Turn your crochet lace into a cherished heirloom! Protect your fine threadwork and make your stitches stand out when you block and stiffen your project. It’s easy and you don't need any fancy tools or chemicals to transform your work into a beautiful keepsake.
Technique and product options
There are several different techniques and products available to stiffen your crochet work. The oldest method uses sugar. That’s right! Yummy, sweet, white sugar. I have read that it works well, but there are drawbacks. The process can be sticky and messy. The finished projects do not fair well near water. You need to take special care when storing your pieces because if stored in the wrong environment, they may attract pests. (Yuck!)
Then there are the commercial products that you can buy at your local department store. You can find spray and liquid starch with the laundry supplies, or there is fabric stiffener that you find in the craft department. These are designed to be safe for most fabrics, but testing a small sample is always a good idea. If you try one of these be sure to follow all of the manufacturers instructions for the best results.
My favorite technique, and the one I am going to show you today, uses all purpose white craft glue. I am a big fan of using things that I have on hand, and there are always a few bottles of glue at our house! This method works great and chances are you everything you need to get started.
- All purpose white craft glue (your favorite brand will do just fine)
- Magic marker
- Jar with tight fitting lid (a mason jar or a pickle or jam jar)
- Shallow bowl or container (I cut the bottom off a 64 oz plastic orange juice bottle)
- Spoon or spatula
- Liquid measuring cup
- Paper towels
- Blocking board (Don’t have one? Here's how to make your own blocking board )
- Rust proof safety pins or blocking pins
- Items you are going to stiffen
1. Gather your materials. You may want to cover your work area — just in case.
Photos via Crochet Nirvana
2. Make your stiffening solution. A little goes a long way, but you need to make sure that you have enough to really cover and saturate the items.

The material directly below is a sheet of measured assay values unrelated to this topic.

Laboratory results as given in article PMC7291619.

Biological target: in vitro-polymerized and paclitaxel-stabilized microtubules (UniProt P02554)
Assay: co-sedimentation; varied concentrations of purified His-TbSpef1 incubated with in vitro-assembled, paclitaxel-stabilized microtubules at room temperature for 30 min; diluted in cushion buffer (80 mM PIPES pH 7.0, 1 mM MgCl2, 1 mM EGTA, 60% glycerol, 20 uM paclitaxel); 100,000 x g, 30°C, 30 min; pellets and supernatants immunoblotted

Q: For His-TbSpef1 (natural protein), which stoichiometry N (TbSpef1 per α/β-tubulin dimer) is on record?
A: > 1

The basic recipe is: one part glue to two parts water.
- Measure 1/4 cup water and pour it in the jar. Using the marker, mark where the water line is.
- Dump the water out.
- Fill the jar with glue to the line (1/4 cup).
- Add 1/2 cup water to the jar.
- Close the lid and shake until well blended. It takes a bit so keep on shaking!
Note: This works well for small, open items (like the snowflakes). If your items are heavier and denser a thicker solution (one part glue to one part water) may be in order.
3. Pour the solution in the shallow bowl or container.
4. Lay out a few paper towels for blotting.
5. Put the item in the solution. Flip it over and make sure that it is fully submerged and thoroughly saturated.
6. Lift the item with the spoon or spatula and let the excess solution run off.
7. Lay out the item on paper towels, straighten and blot gently.
8. Transfer to the blocking board. (If you are using your “good” board you may want to cover it with a layer or two of plastic wrap or wax paper.)
9. Stretch the item out to the desired shape and secure using rust proof safety pins or blocking pins. It works best if you go from top to bottom and side to side to ensure straight even lines. When blocking I’m a firm believer in using plenty of pins – more is better!
Remember whatever shape you pin your item into is what it will look like when it is dry – so make sure everything is exactly where you want it!!
10. Now repeat with all your pieces. When you are finished, set your blocking board in a safe place and let your work dry. Overnight is best.
If your pieces are not as stiff as you want or need them to be, go ahead and re-dip them. The second coat should give you the definition you are looking for. To add shine, lightly spray the dried finished pieces with a semi or high gloss spray sealer.
Clean up and storage
When you are finished, pour the solution back in the jar and close it tightly. Store it in a cool, dry place indefinitely. The glue and water will separate, when you are ready to use it again shake well and you are good to go! I've used a glue solution that was more than two years old and it worked fine!
All of your tools and the work area can be cleaned with hot, soapy water.
Once everything is dry, your crochet handiwork is ready. To display my snowflake and angel ornaments I added a jump ring and a lace loop to each for easy hanging.
The glue should remain stiff and stable for years to come making it perfect for your crochet lace doilies, decorations and ornaments that are destine to become cherished family heirlooms!